Yes, finally someone seems to ‘get it’. The current White House manipulative narrative around the Benjamin Netanyahu speech is entirely the result of Team Obama’s pride, ego and anger about the way Netanyahu was received during his May 24th 2011 speech:
Back in 2011 President Obama, ValJar, Denis McDonough et al. were furious at how well received Netanyahu’s speech was amid a bipartisan congress. Obama himself has never had such a warm reception and rousing applause. Yes, this four year grudge is a big part of the reason for the White House constructing an entire operation to discredit Netanyahu this time around….. The White House is so desperate they are now playing the race card against Netanyahu and Boehner.
Good insightful article from Commentary Magazine below:
(Via Commentary Magazine) After two weeks of watching the debate over his proposed plans to speak to a joint session of Congress on Iran sanctions next month become increasingly bitter, Israeli Prime Minister Benjamin Netanyahu may be thinking he has no choice but to give the speech. A “senior government official” told the Jerusalem Post today that the prime minister had no plans to back down and postpone the speech until after the Knesset elections later in March.
Apparently, Netanyahu thinks waiting until later in the spring to speak would be too late. With reports surfacing that the president has sought to persuade the Congressional Black Caucus to boycott his speech, the willingness of the administration sink so low as to play the race card against Israel illustrates that it no longer matters how right Netanyahu might be.
Though his message about the danger from Iran is one that Congress and the American public need to hear, what he and his advisors seem not to understand is that the politics of the controversy have outstripped its content.
The reports about the White House signaling the Black Caucus that the speech should be seen as a domestic political issue rather than one about a difference of opinion over foreign policy is particularly ominous.
It was bad enough that Democrats construed the decision to accept the invitation of House Speaker John Boehner as a partisan intrusion into an American policy dispute. But if African-American politicians and even ordinary citizens are being told that Netanyahu’s appearance at a joint session is motivated out of disrespect to the first black president of the United States rather than a belief that the administration’s opposition to more sanctions on Iran is bad policy, then the problem Israel is facing is far worse than even some of the prime minister’s critics had thought.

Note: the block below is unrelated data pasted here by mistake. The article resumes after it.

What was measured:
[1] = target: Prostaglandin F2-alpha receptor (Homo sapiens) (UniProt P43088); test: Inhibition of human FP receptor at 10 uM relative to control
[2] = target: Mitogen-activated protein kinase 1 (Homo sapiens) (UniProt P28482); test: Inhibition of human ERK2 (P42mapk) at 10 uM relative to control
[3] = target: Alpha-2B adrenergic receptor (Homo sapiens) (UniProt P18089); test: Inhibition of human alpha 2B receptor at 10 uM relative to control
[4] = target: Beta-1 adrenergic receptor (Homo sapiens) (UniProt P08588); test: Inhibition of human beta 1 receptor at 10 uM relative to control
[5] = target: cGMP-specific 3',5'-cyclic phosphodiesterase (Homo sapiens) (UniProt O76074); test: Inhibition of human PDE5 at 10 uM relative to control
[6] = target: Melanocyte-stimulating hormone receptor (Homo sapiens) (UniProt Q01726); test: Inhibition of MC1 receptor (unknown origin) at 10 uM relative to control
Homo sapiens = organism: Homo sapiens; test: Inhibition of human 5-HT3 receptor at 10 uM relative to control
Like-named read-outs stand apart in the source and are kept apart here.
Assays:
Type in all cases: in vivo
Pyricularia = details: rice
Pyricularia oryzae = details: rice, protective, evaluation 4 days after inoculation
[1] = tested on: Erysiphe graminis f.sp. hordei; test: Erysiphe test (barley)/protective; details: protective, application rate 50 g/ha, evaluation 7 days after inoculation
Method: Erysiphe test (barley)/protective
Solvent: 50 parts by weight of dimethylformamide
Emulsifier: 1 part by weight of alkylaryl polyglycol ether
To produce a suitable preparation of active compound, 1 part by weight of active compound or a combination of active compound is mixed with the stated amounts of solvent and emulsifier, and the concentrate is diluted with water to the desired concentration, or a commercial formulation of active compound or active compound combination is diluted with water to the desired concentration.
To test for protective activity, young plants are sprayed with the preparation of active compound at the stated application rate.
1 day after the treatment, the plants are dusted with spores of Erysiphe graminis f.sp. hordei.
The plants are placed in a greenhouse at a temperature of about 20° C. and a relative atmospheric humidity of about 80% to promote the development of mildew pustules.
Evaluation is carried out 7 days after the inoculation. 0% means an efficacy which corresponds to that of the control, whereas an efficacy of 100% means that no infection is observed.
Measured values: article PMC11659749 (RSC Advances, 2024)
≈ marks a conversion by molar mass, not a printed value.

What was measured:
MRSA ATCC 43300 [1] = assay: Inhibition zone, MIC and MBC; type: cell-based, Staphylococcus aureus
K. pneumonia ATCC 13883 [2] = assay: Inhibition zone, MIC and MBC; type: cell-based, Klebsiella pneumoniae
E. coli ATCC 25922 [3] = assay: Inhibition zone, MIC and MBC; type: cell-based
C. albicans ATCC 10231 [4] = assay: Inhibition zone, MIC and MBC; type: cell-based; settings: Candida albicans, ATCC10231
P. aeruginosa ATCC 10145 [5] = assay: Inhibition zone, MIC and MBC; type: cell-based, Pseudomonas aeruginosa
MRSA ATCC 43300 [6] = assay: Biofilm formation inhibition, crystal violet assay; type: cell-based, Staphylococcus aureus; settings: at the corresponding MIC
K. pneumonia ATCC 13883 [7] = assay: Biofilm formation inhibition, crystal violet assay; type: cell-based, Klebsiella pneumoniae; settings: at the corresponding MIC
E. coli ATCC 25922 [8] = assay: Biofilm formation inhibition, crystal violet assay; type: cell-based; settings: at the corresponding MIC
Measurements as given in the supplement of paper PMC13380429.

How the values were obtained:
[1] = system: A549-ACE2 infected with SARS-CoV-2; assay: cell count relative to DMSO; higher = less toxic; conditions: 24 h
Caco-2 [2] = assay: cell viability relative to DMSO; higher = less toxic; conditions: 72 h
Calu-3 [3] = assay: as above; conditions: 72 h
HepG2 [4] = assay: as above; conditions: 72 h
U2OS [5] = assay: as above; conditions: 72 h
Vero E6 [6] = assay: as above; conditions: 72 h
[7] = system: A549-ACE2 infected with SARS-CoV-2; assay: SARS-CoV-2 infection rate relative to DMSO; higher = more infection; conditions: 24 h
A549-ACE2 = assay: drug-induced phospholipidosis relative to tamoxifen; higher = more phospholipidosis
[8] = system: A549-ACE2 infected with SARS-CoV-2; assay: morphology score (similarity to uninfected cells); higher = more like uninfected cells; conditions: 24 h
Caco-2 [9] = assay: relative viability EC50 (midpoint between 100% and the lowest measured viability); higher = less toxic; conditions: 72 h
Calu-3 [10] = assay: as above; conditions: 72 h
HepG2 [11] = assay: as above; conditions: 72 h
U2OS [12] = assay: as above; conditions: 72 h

At this point, the informal movement to boycott Netanyahu’s appearance is gaining the sort of momentum that gives it a life of its own. Republicans and Netanyahu’s supporters both here and in Israel may think most congressional Democrats are bluffing and some might be. But even a partial boycott would undo any good that the speech might have done in the first place.
Netanyahu needs to recall that the reason his May 2011 speech to Congress was such a triumph was that the cheers and the dozens of standing ovations he received were bipartisan. It was a humiliation for Obama, who never before and never since has been given such a reception in the Congress, because the thunderous applause demonstrated that the pro-Israel coalition was genuinely bipartisan.
The cheers from both sides of the aisle were a sign that both congressional parties rejected Obama’s ambush of Netanyahu on that trip and backed the Israeli’s stand. Perhaps Netanyahu and his advisors believed they could replicate that triumph now when the stakes are even higher with the administration pursuing détente with Iran and seeking a deal that would allow it to become a nuclear threshold power. But with Democrats and blacks now perceiving the speech to be a partisan ploy, any chance of that is gone. (well worth reading more)